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Serious physical illness linked to suicide in later life

Burden of illness and suicide in elderly people: case-control study, BMJ Volume 324, pp 1355-7

BMJ

Most people who commit suicide late in life suffer from depression, but the role of physical illness is less clear. A study in this week's BMJ finds that serious physical illness also carries an increased risk of suicide in elderly people.

Researchers in Sweden examined the records of 46 men and 39 women, aged 65 years and over, who had committed suicide. They compared these with 84 men and 69 women of the same age, living in the same area (controls). Interviews were also conducted with relatives of the suicide victims and control persons.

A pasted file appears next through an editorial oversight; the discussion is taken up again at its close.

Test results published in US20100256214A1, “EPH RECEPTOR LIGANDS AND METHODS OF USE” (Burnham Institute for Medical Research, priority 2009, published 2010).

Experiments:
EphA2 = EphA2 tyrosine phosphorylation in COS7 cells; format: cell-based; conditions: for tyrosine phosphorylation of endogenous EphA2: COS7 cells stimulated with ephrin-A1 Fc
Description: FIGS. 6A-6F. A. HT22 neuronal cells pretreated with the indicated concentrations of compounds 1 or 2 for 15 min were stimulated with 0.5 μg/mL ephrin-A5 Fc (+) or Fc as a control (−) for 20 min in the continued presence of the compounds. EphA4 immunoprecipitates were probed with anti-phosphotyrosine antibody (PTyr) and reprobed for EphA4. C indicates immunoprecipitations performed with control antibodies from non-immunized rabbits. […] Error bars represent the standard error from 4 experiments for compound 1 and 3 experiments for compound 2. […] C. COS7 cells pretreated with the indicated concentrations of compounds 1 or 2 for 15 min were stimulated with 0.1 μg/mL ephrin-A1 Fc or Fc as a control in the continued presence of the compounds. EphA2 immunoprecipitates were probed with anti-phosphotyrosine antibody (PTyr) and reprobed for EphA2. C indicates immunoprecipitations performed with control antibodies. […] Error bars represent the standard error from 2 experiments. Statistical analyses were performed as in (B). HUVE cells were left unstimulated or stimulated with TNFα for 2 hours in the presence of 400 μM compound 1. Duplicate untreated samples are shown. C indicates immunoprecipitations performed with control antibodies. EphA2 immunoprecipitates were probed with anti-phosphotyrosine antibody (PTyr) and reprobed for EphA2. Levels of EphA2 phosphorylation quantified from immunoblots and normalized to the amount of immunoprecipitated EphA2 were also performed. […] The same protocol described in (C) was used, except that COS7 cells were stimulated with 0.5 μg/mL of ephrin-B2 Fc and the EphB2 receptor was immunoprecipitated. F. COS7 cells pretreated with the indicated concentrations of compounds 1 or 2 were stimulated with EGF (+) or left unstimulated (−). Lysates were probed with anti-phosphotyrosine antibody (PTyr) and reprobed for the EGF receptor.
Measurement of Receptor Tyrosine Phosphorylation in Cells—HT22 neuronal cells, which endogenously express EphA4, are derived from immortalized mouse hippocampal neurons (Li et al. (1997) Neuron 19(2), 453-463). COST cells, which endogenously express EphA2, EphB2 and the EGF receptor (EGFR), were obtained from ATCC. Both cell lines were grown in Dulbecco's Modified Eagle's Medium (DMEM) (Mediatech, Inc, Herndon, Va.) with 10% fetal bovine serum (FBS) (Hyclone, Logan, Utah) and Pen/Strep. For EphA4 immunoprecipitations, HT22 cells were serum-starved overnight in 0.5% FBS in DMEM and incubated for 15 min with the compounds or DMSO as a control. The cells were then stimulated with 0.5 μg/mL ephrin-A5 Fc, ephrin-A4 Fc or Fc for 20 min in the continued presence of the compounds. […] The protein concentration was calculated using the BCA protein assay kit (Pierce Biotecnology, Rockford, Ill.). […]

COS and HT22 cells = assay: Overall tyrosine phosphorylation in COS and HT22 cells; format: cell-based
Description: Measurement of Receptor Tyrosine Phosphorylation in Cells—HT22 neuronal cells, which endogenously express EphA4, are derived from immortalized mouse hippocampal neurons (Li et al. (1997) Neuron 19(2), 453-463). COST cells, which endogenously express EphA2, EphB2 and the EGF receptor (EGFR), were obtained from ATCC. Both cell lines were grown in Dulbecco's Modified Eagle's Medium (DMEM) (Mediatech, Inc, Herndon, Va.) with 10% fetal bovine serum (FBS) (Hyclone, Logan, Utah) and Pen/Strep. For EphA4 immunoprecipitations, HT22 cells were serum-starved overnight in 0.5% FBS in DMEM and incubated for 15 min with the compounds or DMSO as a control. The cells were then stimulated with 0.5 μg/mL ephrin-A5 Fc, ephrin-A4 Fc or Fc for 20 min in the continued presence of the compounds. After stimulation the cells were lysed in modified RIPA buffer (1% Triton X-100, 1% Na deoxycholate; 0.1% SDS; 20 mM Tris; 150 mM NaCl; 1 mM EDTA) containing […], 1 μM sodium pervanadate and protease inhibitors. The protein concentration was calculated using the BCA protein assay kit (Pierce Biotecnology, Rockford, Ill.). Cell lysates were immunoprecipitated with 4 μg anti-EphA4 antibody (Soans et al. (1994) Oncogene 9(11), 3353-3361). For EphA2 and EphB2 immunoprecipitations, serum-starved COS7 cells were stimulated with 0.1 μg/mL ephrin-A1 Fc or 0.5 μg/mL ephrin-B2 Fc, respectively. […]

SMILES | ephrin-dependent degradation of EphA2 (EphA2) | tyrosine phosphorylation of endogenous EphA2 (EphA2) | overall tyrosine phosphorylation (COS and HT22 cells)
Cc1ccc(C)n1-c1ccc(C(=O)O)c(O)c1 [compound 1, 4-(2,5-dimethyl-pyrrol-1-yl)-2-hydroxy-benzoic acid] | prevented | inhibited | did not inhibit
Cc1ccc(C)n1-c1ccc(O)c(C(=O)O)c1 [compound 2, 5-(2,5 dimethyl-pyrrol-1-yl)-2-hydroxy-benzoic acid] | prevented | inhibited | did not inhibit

They found that impaired vision, neurological disorders, and malignant disease were all independently associated with suicide. When the sexes were analysed separately, serious physical illness seemed to be a stronger predictor in men than in women.

Many elderly people who commit suicide consult their doctor a short time before their death, but many fail to communicate their despair, say the authors. Further research should focus on the detection and treatment of depression and suicidal ideation in the context of physical disease, they conclude.

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